Over Christmas break, my brother (Jeremiah) and I visited a
family living in Oman. Oman is a country in the Middle East bordered by the United
Arab Emirates, Saudi Arabia, Yemen and the Indian Ocean. In our two week stay, we
learned more about the Arab and Muslim culture than we could ever have learned through
an outside source.
Our intentions were to spend time with our Lord Jesus through prayer and worship, encourage and support the family we were visiting, and spend time with dear Arab friends and family, all the while experiencing the culture of the Arabs. The focal point of this first article (hopefully of many), is the Muslim “Call to Prayer”. This was one of our first experiences that introduced us to the culture that we had jumped into with our friends across the sea.
We arrived in the night, and rode from the airport to the house of our friends and fell straight asleep when we got there. As you might suspect, the first thing that Jeremiah and I woke up to was the sound of the call to prayer at 5 a.m. It was at this moment that we both realized we were not at home anymore. We did, however, become familiar with the call fairly quickly, because it was always faithful to calling five times every day.
To a Westerner, the call to prayer sounds a lot like Arabic singing, but please make no mistake - though it may sound similar, it is not singing! There are no songs of worship to Allah in Islam. The call to prayer is essentially a chant by an Islamic leader that occurs at each mosque within a specified 15‑minute period. As such, they are not being chanted all at the same time, nor are they spoken by the same person. Nonetheless, though they are not simultaneous, they are all chanting the same thing – “There is no God but Allah, and Mohammed is his Messenger”. This is chanted three times, which is a ritual custom in the Arab culture, at every call to prayer.
Although a devout Muslim is expected to attend each call to prayer, there are some exceptions for a Muslim who perhaps cannot pray during the call. While prayer is one of the five pillars of Islam, charity is another. If one pillar (e.g., prayer) weakens, build up another (e.g., charity). For example, as we were walking down the street, many men would slow to a stop and would ask us if we needed a ride. We would politely decline and move along. The Arabs are very hospitable in nature, but there was also a compelling reason for such acts of kindness and generosity. If a Muslim misses prayer, it can be made up by a good deed (i.e., charity). In fact, we didn’t even have to take the offer and catch a ride, but the offer itself was considered a good deed, and therefore took the place of the prayer. Essentially, what was once a necessary prayer became obsolete due to the good deed that took its place.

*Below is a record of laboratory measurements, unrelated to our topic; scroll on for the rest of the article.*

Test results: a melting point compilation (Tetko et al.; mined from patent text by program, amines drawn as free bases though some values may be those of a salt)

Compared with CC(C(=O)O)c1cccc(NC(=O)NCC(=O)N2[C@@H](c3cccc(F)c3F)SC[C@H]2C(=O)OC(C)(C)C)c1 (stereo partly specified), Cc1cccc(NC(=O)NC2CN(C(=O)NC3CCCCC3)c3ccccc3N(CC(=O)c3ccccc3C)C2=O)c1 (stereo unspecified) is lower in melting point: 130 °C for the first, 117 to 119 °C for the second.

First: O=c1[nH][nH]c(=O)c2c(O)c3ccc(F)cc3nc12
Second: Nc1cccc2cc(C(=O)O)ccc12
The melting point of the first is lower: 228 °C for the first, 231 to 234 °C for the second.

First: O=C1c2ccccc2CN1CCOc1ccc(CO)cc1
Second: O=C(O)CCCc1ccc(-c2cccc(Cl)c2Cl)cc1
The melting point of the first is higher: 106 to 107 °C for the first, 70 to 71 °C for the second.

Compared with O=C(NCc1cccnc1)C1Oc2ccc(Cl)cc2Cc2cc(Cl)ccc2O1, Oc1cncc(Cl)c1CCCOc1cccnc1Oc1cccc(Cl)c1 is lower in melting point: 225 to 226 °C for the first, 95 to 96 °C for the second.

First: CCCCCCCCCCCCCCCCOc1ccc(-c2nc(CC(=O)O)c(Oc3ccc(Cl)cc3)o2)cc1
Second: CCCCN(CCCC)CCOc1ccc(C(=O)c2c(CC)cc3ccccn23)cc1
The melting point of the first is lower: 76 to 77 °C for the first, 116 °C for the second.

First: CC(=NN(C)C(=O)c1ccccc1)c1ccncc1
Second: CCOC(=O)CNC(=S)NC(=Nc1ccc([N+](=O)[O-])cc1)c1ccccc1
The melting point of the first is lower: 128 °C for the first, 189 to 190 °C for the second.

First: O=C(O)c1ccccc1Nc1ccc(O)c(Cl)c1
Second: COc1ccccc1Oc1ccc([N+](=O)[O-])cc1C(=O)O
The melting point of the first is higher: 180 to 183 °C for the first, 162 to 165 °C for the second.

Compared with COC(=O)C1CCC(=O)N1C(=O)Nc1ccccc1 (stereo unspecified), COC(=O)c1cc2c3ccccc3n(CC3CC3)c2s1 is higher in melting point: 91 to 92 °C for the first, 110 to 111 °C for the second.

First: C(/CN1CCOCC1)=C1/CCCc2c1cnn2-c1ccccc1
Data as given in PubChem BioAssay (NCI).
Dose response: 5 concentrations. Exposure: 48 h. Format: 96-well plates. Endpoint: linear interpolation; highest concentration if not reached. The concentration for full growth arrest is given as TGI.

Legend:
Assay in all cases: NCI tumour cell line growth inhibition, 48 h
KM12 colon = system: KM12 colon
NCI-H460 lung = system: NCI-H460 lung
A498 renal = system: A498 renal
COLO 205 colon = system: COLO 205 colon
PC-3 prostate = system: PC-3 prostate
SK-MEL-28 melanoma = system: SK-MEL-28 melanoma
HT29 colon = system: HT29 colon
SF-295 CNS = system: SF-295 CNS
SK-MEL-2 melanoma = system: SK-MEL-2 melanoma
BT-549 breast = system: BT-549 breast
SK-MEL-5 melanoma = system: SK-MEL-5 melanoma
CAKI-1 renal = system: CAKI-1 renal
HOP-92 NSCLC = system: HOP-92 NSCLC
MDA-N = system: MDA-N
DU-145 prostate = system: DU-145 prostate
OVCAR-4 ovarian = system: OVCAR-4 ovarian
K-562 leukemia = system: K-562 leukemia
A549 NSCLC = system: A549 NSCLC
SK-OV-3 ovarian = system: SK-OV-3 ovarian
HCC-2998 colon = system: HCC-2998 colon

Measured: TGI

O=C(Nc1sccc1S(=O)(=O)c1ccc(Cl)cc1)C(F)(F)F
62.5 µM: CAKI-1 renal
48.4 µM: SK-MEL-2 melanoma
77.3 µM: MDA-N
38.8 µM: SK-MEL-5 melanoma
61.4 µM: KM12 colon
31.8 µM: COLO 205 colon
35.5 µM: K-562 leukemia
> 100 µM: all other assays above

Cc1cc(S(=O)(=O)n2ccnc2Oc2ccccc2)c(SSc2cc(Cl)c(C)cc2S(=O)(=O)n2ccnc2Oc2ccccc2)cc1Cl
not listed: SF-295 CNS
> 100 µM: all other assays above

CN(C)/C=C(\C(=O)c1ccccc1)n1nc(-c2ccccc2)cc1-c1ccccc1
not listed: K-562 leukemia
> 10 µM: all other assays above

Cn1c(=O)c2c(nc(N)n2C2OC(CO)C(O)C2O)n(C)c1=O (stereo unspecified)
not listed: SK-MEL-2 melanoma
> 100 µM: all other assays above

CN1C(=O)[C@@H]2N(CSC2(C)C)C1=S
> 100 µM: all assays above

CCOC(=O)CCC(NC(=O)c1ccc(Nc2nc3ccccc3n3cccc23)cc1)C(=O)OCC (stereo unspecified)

In the Christian faith, prayer is not so systematic. As a result, perhaps the Christian’s prayer is not so frequent. Prayer is bare minimum for a Muslim in the Islamic culture, whereas prayer is more of a last‑ditch effort for a Christian in the North American culture. Certainly, our modern religious cultures across the globe have room to be tweaked at the least, but there are some important truths about prayer that is worth understanding, and beneficial to our overall view of what prayer is.
For a Christian, prayer is not only what keeps you from destruction, but prayer also thrusts you forward in a relationship with Jesus. There should not be a stagnant prayer life in a follower of Christ.
Regarding deeds, the God of the Bible intends for prayer to direct us from good deeds to godly deeds. Good deeds can come from a wide variety of sources, while godly deeds can only come from godly sources. Godly deeds are good deeds, but good deeds are not necessarily godly deeds. Therefore, one can conclude that good deeds can come from anyone, while godly deeds can only come from one who has received instruction from God Himself, and personal prayer to the Lord is how you receive it. If Abraham had relied on his common sense to do “good” before the Lord, then Abraham certainly would not have offered the promised son before Him. However, Abraham relied upon the Lord’s understanding, and therefore received instruction for a godly deed that could not have been conveyed to him through the sole principle of good deeds.
Prayer is not just another good deed for a Christian; it is what leads to life, understanding, and godly deeds with a godly character through a relationship with Jesus. Therefore, prayer cannot be replaced by anything in the life of a Christian. For a Muslim, prayer is law, but for a Christian, prayer is love, and love is life. We must pursue it.
Finally, Christians are called to pray. We must pray for those who suffer, and are in need. We must pray for those we love, as well as those who are lost. God is doing amazing works in Oman, as well as other Middle Eastern countries, and there are dear Muslim friends who are searching for truth, and I believe that truth is in Jesus. We must pray for them, and hold them close to our hearts as God continues His work for His people.
Isaac Redman is a 22-year-old youth pastor at Pleasant Grove Church. He is a servant of Christ and loves music and the outdoors.